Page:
First Job? Make This Money Move Your Top Priority

It's never too early to start saving -- and this is the best way to do it.

Dan Caplinger
Dan Caplinger
Feb 25, 2019 at 7:55AM
Investment Planning

It's harder than ever for young people entering the workforce. Even as unemployment levels have dropped, getting ideal jobs that match up with your talents is more challenging than ever. Meanwhile, rising student loan debt and uncertainty about being able to find reliable long-term work with key employee benefits like health insurance are added obstacles to financial security.

It might therefore seem unrealistic to think that anyone just entering the workforce could afford to think about using a retirement account. But the benefits of a Roth IRA make it a perfect vehicle for saving for those just entering the workforce, and recent tax law changes make those benefits more valuable than ever.

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How a Roth IRA works

A Roth IRA is a special retirement account that most workers can contribute to every year. As long as you have enough earned income from a job, freelance gig, or other work to fund your contributions, then you can put up to $6,000 into a Roth IRA for 2019.

Once money is in the Roth IRA, it grows on a tax-deferred basis, with any income and gains generated by the investments in the account being free of immediate taxation. Moreover, with the Roth IRA, as long as you follow the rules, you can make withdrawals in retirement tax-free -- escaping tax entirely.

Why young workers should look at Roth IRAs

Many people overlook the Roth IRA because it doesn't offer an upfront deduction on your taxes. That's what you can get if you contribute to a traditional IRA instead, and many people prefer to grab a bigger refund now. However, there are several reasons why Roth IRAs are more appropriate for those who're just starting out in their first jobs:

  • Low current tax rates make the tax savings from a traditional IRA worth less for those with modest incomes.
  • The prospect for potential higher tax rates in the future makes contributing to a Roth now less taxing in the long run.
  • Roth IRAs offer opportunities to make early withdrawals with no penalty that traditional IRAs don't.

The key to comparing traditional and Roth IRAs is looking at what your tax rate is now and what your tax rate will be in the future when you retire. A traditional IRA contribution gives you an immediate tax break based on your current tax rate, but you'll have to pay taxes at your future tax rate when you withdraw money in retirement. A Roth IRA contribution offers no tax break up front, essentially making you pay taxes at your current rate. But future withdrawals are tax-free, so you get to avoid tax at whatever the future rates are.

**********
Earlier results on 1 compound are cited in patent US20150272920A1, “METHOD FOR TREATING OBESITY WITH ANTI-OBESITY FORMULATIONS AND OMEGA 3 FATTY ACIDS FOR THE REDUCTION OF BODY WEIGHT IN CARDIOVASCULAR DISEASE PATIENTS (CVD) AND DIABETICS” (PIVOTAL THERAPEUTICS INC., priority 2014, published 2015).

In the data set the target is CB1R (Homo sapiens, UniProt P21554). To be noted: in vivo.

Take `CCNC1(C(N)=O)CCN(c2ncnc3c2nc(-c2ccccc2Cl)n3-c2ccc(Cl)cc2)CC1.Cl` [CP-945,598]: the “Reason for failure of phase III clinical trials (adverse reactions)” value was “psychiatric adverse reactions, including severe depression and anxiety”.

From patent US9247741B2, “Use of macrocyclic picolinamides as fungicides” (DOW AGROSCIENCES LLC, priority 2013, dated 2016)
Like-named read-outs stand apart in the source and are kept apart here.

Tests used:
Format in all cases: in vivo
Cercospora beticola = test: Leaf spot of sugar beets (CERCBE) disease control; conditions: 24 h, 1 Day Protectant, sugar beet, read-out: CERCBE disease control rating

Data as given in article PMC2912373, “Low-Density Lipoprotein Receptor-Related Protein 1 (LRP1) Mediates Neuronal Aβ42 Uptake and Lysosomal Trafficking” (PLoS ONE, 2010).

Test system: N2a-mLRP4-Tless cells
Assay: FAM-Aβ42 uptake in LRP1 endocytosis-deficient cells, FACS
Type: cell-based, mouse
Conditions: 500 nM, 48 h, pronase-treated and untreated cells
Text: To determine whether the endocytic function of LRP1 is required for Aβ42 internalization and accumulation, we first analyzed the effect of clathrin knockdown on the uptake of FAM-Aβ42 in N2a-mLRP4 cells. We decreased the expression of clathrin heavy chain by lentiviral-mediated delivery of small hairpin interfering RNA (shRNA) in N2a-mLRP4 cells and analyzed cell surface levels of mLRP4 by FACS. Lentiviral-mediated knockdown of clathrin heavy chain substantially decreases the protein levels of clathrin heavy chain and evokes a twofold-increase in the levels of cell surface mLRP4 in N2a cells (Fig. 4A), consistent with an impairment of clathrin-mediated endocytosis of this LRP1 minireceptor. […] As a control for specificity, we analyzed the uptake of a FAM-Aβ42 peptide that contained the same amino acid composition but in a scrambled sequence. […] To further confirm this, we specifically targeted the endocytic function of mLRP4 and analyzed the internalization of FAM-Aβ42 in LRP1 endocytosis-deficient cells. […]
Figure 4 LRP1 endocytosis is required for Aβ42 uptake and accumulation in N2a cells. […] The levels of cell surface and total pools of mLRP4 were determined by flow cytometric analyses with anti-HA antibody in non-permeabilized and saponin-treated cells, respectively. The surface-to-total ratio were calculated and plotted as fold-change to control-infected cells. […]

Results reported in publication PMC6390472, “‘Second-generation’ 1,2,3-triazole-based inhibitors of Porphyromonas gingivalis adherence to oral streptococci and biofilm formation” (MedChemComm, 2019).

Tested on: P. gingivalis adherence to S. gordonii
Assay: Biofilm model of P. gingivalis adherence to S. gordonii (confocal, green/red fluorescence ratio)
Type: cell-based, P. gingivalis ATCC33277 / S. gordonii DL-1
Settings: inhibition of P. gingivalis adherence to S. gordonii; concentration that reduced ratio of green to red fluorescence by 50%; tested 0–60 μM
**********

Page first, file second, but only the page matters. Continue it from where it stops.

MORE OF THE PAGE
Young workers with modest salaries tend to be in the lowest tax brackets, currently at 10% and 12%. For them, the deduction for a traditional IRA contribution isn't worth a lot. However, if you're successful in boosting your earnings and saving a sizable retirement nest egg, then your tax rate when you start taking withdrawals from your IRA could be higher -- much higher in some cases. That's why it's smart to forgo a minimal tax break now in favor of bigger savings later.

In addition, there's always a threat that tax law changes will boost rates in the future. Locking in the current low-tax rate structure could be a huge boon, allowing you to let as much after-tax money as possible compound for decades and grow into a huge pot of retirement savings.


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Easier access to your money

Ideally, once you contribute to an IRA, you should leave the money alone until you retire. But if financial problems come up, Roth IRAs give you far greater access to your savings than traditional IRAs.

With a traditional IRA, nearly any withdrawal you make before age 59 1/2 is subject to a 10% penalty on top of the tax liability from the withdrawal. There are some exceptions for certain types of expenses, but they're fairly limited in scope.

By contrast, with a Roth IRA, you're always allowed to withdraw the amount of your original contributions without tax or penalty. So if you contribute $6,000 to a Roth IRA each year for two years and it grows to $15,000, you can take out as much as $12,000 without any tax consequences. Only if you have to tap into the $3,000 in income that the Roth produced will you start to see potential penalties and tax impacts.

Be smart with your savings

Most young adults aren't in a position to focus on their long-term financial futures. But using a Roth IRA can be the best of both worlds, because it offers the chance at tax-free growth for decades while still letting you tap into your savings on an emergency basis if you have no other choice. That kind of flexibility is exactly what today's young workers need in their financial lives.